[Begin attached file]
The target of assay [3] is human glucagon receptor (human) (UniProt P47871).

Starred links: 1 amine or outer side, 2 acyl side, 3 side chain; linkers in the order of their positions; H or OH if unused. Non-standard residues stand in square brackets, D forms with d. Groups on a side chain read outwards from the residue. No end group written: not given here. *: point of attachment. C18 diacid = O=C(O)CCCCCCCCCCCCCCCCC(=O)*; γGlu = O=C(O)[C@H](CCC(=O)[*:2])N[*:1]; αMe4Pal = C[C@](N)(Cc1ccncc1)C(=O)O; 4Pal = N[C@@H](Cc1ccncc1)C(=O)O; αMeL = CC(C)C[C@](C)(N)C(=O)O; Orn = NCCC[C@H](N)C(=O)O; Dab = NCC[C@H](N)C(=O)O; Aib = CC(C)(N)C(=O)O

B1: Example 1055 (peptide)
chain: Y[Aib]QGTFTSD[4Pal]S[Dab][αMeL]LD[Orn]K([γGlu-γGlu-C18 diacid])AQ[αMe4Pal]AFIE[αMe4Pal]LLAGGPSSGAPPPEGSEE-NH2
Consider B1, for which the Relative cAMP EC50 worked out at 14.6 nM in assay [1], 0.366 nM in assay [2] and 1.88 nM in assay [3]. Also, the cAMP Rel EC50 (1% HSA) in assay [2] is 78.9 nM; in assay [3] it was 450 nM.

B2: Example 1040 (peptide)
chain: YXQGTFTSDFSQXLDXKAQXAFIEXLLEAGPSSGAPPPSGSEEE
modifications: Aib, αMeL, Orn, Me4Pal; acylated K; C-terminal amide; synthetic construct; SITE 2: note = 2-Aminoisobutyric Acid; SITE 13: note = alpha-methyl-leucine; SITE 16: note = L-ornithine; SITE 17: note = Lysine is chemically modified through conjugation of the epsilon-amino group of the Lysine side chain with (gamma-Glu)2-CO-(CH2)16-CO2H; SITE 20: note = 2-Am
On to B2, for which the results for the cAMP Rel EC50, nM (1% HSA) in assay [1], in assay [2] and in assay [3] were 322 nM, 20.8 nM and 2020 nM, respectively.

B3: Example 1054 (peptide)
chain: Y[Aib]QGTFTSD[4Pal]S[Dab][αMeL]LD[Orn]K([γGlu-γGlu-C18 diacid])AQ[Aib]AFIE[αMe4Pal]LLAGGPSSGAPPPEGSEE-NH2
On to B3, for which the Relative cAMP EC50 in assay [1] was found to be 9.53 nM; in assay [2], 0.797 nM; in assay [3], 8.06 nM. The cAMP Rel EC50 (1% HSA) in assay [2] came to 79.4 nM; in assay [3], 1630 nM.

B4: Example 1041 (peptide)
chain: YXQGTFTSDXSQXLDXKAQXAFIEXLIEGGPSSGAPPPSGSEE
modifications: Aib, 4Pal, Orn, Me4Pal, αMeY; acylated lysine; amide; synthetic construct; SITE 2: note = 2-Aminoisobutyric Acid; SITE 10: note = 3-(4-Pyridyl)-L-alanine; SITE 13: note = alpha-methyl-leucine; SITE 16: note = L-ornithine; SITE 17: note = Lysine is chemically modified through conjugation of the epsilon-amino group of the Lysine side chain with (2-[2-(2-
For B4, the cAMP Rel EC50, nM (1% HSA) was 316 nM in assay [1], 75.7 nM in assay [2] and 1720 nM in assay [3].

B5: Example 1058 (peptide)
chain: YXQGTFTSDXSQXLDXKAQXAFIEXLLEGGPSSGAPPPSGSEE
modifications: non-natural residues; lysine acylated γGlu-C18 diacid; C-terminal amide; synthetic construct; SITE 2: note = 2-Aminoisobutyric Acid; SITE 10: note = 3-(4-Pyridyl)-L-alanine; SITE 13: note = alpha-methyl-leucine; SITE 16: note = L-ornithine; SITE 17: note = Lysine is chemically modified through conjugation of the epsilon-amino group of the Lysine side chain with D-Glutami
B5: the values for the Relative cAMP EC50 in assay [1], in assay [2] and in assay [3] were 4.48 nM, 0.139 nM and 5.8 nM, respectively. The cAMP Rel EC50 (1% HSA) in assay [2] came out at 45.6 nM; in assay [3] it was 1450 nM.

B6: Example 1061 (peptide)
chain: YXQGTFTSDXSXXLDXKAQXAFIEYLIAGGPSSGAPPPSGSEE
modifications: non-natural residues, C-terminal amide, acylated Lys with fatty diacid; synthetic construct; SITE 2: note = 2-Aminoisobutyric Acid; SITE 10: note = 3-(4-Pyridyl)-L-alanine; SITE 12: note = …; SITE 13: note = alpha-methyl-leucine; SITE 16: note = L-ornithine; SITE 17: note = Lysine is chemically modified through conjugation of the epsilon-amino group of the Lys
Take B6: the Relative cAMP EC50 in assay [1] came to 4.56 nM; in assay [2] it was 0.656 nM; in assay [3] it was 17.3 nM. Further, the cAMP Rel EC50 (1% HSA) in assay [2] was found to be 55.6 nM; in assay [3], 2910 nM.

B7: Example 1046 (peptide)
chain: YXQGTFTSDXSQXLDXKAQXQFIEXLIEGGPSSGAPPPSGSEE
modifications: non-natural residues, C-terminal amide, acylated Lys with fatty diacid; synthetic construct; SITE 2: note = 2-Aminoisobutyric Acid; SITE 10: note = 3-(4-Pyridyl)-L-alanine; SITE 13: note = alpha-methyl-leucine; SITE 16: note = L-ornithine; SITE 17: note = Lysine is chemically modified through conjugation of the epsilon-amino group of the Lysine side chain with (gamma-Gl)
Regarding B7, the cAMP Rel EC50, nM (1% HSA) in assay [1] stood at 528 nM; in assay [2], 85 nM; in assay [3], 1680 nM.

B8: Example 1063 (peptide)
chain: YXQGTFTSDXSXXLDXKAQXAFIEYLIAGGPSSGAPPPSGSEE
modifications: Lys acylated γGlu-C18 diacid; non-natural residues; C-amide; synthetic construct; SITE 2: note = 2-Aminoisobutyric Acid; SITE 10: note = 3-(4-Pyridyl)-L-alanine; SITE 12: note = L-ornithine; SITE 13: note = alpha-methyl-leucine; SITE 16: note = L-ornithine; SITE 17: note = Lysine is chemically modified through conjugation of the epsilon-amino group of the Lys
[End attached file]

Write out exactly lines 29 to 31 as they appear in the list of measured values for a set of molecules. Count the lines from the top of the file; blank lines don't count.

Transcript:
B8: Example 1063 (peptide)
chain: YXQGTFTSDXSXXLDXKAQXAFIEYLIAGGPSSGAPPPSGSEE
modifications: Lys acylated γGlu-C18 diacid; non-natural residues; C-amide; synthetic construct; SITE 2: note = 2-Aminoisobutyric Acid; SITE 10: note = 3-(4-Pyridyl)-L-alanine; SITE 12: note = L-ornithine; SITE 13: note = alpha-methyl-leucine; SITE 16: note = L-ornithine; SITE 17: note = Lysine is chemically modified through conjugation of the epsilon-amino group of the Lys